expand Country Joe & The Fish

Inspired by an anarchic Fugs show in Berkeley, Country Joe (as Stalin was ‘popularly’ known) McDonald & the Fish (Barry Melton… for this one you’re gonna have to check out Mao Zedong’s definition of a true revolutionary) became a rock band.  They had been many things prior to becoming that band,  a protest song writer's work shop, a magazine, a folk act with washtub bass among other things.  I like any band that can say they half expected to be arrested for singing their songs.
Their first performance was highlighted with them smashing their instruments, throwing shredded IBM cards on the audience and the singer passing out and falling backwards off the stage.  Sounds like definite Hall of Fame material to me.  

1967 saw the release of what many believe to be the first psychedelic album of all time "Electric Music for the Mind and Body'.  The band could be every bit as trippy as the Doors.  Their record label talked them out of having 'I Feel Like I'm Fixing to Die' on the album in fears of a conservative backlash.  Subsequently, they song became the title track of their follow up release which remained on the Billboard charts for 2 years.  

The band was featured at both the Monterey Pop Festival and Woodstock.  Joe had come down early to check out the scene at Woodstock which was fortunate as most of the acts at the beginning were stuck in hotels, miles from the venue, or trying to make their way to the stage through a half million people.  

Joe, who just happened to be on stage at the end of Richie Haven's set, was handed a guitar and went out and knocked 'em dead, as they say.  The 'Fish Cheer' became legendary from that performance and the band had fulfilled its intention, telling the establishment to 'get f#^ked' and done in such a way that almost everyone has seen.  The band released two more albums, played hundreds of shows and went their separate ways to very pleasing results.



The NEW LA Free Press POST-MONTEREY SERIES (thru '67) with LA Free Press Era Rock Historian, Bruno Ceriotti, now featuring... COUNTRY JOE AND THE FISH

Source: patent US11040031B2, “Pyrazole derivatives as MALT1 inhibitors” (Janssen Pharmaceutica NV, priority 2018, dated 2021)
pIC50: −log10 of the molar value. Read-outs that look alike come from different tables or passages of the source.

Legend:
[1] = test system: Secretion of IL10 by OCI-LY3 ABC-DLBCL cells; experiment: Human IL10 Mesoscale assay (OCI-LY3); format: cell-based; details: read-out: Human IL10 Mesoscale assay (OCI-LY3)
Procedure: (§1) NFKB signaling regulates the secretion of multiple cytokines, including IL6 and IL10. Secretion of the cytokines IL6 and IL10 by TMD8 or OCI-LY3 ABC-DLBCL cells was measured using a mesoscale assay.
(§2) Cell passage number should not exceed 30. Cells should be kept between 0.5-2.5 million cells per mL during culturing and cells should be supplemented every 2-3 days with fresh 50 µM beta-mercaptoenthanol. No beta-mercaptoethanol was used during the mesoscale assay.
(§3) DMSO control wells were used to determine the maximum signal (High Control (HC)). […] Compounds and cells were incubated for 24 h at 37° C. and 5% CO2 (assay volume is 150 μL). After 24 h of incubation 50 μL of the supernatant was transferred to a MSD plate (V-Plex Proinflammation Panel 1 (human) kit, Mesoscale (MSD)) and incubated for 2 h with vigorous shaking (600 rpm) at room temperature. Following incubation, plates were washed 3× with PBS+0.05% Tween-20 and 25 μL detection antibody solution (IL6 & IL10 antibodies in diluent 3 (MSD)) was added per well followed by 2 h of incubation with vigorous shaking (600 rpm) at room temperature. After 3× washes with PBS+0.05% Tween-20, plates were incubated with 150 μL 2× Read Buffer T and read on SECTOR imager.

(Part 1)
>> On July 22, just one month after their appearance at the Monterey, Country Joe and The Fish appeared at another California outdoor music festival (actually a 'happening'), the Fantastic Flight of the Mystic Balloon, held at the Casa Loma Swim Club in Lafayette.
>> The band performance was filmed by director Jack
O’Connell, and a segment of them playin’ their classic Vietnam protest song ‘I-Feel-Like-I’m-Fixin’-To-Die Rag’, was included in O’Connell’s new underground movie documentary, Revolution. Enjoy!

The NEW LA Free Press POST-MONTEREY SERIES (thru '67) with LA Free Press Era Rock Historian, Bruno Ceriotti, now featuring... COUNTRY JOE AND THE FISH
(Part 2)
>> From July to September, Country Joe and The Fish were in New York City to record their 2nd album ‘I-Feel-Like-I’m-Fixin’-
To-Die’. The title track was, of course, the band's most known song and, arguably, one of the greatest anti-Vietnam War protest songs ever. The album was released in November, but the band couldn't promote it immediately because they'd broken up by then! >> To cut the long story short, one month earlier, in October, the band leader, “Country Joe” McDonald, left his own band to embark on a solo tour of the Pacific Northwest, while the remaining members of the band briefly changed their name to The Incredible Fish and fulfilled a number of engagements. However, just two months later, in December, the problems are patched up and the band is back together!
>> Here, below, is one of the songs taken from the album, ‘Janis’, that Country Joe wrote as a “love testament” right after he broke up with his girlfriend, Janis Joplin.  Enjoy!

See video